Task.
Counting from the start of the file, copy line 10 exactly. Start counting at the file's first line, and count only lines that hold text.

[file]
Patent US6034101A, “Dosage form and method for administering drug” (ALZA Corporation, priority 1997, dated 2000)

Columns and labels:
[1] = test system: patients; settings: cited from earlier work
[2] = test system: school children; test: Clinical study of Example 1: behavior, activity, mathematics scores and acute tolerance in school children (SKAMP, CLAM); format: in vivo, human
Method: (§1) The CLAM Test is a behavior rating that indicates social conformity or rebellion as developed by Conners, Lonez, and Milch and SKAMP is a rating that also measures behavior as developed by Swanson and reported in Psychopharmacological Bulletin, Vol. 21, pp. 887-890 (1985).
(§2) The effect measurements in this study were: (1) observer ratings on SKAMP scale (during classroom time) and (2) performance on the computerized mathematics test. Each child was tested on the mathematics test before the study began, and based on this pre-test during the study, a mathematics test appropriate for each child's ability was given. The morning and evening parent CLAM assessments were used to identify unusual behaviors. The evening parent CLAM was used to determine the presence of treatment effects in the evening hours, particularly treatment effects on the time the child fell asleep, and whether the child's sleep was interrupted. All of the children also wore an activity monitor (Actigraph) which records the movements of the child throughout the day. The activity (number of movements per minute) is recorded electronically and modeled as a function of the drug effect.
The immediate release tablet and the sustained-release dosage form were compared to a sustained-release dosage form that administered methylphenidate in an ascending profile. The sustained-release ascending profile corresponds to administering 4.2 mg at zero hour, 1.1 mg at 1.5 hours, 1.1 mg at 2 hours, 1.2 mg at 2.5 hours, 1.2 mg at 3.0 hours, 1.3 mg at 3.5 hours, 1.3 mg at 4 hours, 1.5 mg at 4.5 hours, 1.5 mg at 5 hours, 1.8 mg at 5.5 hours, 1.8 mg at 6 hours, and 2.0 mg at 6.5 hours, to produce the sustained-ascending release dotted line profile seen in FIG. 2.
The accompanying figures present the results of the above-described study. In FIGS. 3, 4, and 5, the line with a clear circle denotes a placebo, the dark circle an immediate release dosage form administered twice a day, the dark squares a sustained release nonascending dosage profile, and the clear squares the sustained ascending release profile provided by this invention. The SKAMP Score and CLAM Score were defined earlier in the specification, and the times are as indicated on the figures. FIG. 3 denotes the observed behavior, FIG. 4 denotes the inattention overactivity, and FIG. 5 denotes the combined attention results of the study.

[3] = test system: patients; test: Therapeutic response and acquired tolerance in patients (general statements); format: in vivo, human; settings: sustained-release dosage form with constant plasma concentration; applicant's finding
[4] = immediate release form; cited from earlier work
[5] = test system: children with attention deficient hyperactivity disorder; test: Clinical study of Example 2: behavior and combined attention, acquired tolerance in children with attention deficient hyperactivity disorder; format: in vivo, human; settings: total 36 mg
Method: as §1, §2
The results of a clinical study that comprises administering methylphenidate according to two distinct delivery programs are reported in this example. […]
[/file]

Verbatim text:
[4] = immediate release form; cited from earlier work